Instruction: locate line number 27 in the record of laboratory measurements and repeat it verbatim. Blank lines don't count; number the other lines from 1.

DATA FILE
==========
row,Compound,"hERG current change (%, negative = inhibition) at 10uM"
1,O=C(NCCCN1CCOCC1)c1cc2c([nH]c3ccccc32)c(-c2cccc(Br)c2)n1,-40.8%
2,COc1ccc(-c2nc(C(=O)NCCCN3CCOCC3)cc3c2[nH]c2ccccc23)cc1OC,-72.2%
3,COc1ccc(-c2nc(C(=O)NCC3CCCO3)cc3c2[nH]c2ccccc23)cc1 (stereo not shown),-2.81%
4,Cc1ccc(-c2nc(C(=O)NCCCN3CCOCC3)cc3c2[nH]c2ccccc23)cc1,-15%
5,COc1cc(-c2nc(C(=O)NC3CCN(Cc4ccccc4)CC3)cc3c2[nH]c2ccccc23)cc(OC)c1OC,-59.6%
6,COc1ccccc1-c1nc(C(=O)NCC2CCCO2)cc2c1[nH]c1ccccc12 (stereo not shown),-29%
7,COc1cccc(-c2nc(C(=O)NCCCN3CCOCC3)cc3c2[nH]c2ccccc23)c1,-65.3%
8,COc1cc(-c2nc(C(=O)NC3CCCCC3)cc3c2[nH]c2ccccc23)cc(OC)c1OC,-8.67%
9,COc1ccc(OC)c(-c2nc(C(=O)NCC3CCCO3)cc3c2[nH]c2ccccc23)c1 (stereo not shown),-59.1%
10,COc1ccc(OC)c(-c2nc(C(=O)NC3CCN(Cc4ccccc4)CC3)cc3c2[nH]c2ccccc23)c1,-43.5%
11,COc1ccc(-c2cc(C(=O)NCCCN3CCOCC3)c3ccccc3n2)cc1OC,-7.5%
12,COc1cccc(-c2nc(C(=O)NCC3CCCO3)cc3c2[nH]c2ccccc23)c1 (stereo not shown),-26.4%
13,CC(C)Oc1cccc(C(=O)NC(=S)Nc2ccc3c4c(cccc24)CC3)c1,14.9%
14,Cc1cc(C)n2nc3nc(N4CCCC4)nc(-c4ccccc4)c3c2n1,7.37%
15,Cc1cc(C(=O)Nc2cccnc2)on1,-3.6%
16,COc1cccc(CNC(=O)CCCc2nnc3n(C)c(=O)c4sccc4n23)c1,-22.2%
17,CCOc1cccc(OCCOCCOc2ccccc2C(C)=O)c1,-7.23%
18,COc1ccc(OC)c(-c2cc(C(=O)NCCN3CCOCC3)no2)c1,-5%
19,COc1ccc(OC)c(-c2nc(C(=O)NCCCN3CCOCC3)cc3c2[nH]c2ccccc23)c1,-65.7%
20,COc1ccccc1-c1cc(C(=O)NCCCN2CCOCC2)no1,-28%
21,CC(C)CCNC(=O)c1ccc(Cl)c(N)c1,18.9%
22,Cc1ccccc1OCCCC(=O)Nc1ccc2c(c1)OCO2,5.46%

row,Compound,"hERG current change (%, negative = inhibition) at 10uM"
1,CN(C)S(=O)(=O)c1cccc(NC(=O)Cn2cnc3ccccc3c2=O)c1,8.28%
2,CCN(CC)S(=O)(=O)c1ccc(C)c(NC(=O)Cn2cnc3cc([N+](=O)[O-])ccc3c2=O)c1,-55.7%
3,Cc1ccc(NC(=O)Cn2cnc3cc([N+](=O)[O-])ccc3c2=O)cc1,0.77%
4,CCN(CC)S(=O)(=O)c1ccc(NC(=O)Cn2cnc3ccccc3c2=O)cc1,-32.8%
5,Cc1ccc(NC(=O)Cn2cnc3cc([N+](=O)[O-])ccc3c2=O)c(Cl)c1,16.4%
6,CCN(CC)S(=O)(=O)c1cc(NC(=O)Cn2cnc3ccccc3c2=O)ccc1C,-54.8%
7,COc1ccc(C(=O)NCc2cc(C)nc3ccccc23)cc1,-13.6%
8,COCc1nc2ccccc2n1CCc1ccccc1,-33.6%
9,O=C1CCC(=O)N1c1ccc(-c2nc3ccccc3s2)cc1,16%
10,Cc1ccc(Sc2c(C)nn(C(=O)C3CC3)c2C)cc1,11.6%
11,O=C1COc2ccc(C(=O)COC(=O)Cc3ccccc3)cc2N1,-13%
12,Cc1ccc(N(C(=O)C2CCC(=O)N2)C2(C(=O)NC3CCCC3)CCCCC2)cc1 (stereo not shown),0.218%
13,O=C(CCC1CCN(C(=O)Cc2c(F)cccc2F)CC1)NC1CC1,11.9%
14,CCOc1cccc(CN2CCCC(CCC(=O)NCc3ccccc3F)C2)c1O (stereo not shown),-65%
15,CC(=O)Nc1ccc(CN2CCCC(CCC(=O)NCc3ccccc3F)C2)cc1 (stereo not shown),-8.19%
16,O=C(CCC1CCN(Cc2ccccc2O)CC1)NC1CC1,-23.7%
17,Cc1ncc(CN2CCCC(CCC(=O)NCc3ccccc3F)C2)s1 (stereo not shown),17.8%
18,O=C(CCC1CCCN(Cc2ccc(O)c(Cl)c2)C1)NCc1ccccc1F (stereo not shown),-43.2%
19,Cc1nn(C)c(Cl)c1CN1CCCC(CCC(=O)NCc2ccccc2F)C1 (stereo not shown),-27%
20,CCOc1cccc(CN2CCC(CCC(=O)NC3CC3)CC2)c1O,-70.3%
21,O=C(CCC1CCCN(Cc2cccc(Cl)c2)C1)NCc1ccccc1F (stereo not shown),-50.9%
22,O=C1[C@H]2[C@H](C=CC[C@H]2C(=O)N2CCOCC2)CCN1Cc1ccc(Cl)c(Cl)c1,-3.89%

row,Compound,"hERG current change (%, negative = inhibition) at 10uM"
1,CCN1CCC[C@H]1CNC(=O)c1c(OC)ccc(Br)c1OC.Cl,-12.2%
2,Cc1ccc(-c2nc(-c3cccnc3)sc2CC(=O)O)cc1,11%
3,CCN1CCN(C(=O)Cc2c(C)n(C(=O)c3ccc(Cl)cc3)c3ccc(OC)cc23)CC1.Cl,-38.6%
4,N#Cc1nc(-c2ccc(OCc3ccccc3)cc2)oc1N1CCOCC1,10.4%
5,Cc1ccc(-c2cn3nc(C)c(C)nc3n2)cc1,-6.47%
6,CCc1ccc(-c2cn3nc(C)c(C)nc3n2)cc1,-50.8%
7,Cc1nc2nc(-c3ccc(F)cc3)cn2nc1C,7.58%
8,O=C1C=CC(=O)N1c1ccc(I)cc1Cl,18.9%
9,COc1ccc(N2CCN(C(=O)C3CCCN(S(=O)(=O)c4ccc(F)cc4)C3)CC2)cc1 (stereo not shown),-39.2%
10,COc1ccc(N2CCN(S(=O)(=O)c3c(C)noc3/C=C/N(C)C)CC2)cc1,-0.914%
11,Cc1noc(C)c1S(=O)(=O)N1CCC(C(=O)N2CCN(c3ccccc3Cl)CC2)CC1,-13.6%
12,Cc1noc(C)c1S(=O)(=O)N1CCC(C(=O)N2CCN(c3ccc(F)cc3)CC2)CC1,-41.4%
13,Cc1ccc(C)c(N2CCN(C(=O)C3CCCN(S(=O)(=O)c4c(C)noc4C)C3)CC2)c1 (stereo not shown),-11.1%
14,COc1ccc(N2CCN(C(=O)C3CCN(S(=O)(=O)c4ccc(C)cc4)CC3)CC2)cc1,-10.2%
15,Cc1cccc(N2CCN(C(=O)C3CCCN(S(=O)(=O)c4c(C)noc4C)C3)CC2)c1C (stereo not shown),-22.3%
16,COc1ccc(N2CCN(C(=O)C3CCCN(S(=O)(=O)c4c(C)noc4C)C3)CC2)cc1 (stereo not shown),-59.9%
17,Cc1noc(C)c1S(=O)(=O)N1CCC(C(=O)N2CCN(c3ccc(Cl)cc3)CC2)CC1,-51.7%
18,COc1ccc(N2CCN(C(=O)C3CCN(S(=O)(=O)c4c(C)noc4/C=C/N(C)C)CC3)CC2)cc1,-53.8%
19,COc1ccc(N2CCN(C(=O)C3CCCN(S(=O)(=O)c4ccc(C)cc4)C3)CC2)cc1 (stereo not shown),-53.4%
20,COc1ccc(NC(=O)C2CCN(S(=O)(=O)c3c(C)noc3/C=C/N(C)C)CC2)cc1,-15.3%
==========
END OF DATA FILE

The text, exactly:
3,Cc1ccc(NC(=O)Cn2cnc3cc([N+](=O)[O-])ccc3c2=O)cc1,0.77%